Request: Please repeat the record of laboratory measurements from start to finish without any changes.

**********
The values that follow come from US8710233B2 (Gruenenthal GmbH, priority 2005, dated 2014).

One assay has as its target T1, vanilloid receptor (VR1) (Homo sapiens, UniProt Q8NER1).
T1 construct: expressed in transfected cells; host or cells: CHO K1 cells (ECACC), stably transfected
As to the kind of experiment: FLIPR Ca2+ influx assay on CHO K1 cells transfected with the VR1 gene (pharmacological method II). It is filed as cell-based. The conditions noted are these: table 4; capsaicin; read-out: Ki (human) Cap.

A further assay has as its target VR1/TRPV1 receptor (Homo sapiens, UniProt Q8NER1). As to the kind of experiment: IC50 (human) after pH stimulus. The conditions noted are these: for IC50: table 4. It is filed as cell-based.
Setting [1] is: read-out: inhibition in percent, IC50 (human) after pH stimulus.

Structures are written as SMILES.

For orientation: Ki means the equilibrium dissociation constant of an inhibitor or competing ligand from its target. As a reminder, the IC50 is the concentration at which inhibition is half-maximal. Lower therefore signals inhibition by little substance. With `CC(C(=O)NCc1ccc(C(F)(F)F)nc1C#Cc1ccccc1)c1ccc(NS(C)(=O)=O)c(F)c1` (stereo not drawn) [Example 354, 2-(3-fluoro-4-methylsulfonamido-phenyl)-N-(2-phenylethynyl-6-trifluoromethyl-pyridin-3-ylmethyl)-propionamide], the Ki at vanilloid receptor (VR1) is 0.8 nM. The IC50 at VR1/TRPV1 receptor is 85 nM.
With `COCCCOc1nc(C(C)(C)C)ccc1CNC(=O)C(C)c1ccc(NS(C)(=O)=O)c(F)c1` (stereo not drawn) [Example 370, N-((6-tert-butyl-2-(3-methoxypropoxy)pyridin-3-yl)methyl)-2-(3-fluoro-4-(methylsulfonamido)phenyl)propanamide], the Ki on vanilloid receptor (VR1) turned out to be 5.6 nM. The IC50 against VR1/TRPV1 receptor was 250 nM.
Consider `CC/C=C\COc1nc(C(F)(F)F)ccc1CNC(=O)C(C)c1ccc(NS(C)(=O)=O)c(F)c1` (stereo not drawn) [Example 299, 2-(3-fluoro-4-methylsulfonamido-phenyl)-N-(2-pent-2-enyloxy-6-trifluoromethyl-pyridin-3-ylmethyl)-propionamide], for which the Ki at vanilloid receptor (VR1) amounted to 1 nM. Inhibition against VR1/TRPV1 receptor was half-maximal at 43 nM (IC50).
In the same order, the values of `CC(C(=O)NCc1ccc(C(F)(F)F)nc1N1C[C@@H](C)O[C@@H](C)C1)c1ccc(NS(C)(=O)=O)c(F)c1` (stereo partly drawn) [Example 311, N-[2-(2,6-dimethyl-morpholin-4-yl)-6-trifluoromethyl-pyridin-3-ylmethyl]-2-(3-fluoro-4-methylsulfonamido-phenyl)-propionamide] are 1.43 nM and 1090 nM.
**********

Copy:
The values that follow come from US8710233B2 (Gruenenthal GmbH, priority 2005, dated 2014).

One assay has as its target T1, vanilloid receptor (VR1) (Homo sapiens, UniProt Q8NER1).
T1 construct: expressed in transfected cells; host or cells: CHO K1 cells (ECACC), stably transfected
As to the kind of experiment: FLIPR Ca2+ influx assay on CHO K1 cells transfected with the VR1 gene (pharmacological method II). It is filed as cell-based. The conditions noted are these: table 4; capsaicin; read-out: Ki (human) Cap.

A further assay has as its target VR1/TRPV1 receptor (Homo sapiens, UniProt Q8NER1). As to the kind of experiment: IC50 (human) after pH stimulus. The conditions noted are these: for IC50: table 4. It is filed as cell-based.
Setting [1] is: read-out: inhibition in percent, IC50 (human) after pH stimulus.

Structures are written as SMILES.

For orientation: Ki means the equilibrium dissociation constant of an inhibitor or competing ligand from its target. As a reminder, the IC50 is the concentration at which inhibition is half-maximal. Lower therefore signals inhibition by little substance. With `CC(C(=O)NCc1ccc(C(F)(F)F)nc1C#Cc1ccccc1)c1ccc(NS(C)(=O)=O)c(F)c1` (stereo not drawn) [Example 354, 2-(3-fluoro-4-methylsulfonamido-phenyl)-N-(2-phenylethynyl-6-trifluoromethyl-pyridin-3-ylmethyl)-propionamide], the Ki at vanilloid receptor (VR1) is 0.8 nM. The IC50 at VR1/TRPV1 receptor is 85 nM.
With `COCCCOc1nc(C(C)(C)C)ccc1CNC(=O)C(C)c1ccc(NS(C)(=O)=O)c(F)c1` (stereo not drawn) [Example 370, N-((6-tert-butyl-2-(3-methoxypropoxy)pyridin-3-yl)methyl)-2-(3-fluoro-4-(methylsulfonamido)phenyl)propanamide], the Ki on vanilloid receptor (VR1) turned out to be 5.6 nM. The IC50 against VR1/TRPV1 receptor was 250 nM.
Consider `CC/C=C\COc1nc(C(F)(F)F)ccc1CNC(=O)C(C)c1ccc(NS(C)(=O)=O)c(F)c1` (stereo not drawn) [Example 299, 2-(3-fluoro-4-methylsulfonamido-phenyl)-N-(2-pent-2-enyloxy-6-trifluoromethyl-pyridin-3-ylmethyl)-propionamide], for which the Ki at vanilloid receptor (VR1) amounted to 1 nM. Inhibition against VR1/TRPV1 receptor was half-maximal at 43 nM (IC50).
In the same order, the values of `CC(C(=O)NCc1ccc(C(F)(F)F)nc1N1C[C@@H](C)O[C@@H](C)C1)c1ccc(NS(C)(=O)=O)c(F)c1` (stereo partly drawn) [Example 311, N-[2-(2,6-dimethyl-morpholin-4-yl)-6-trifluoromethyl-pyridin-3-ylmethyl]-2-(3-fluoro-4-methylsulfonamido-phenyl)-propionamide] are 1.43 nM and 1090 nM.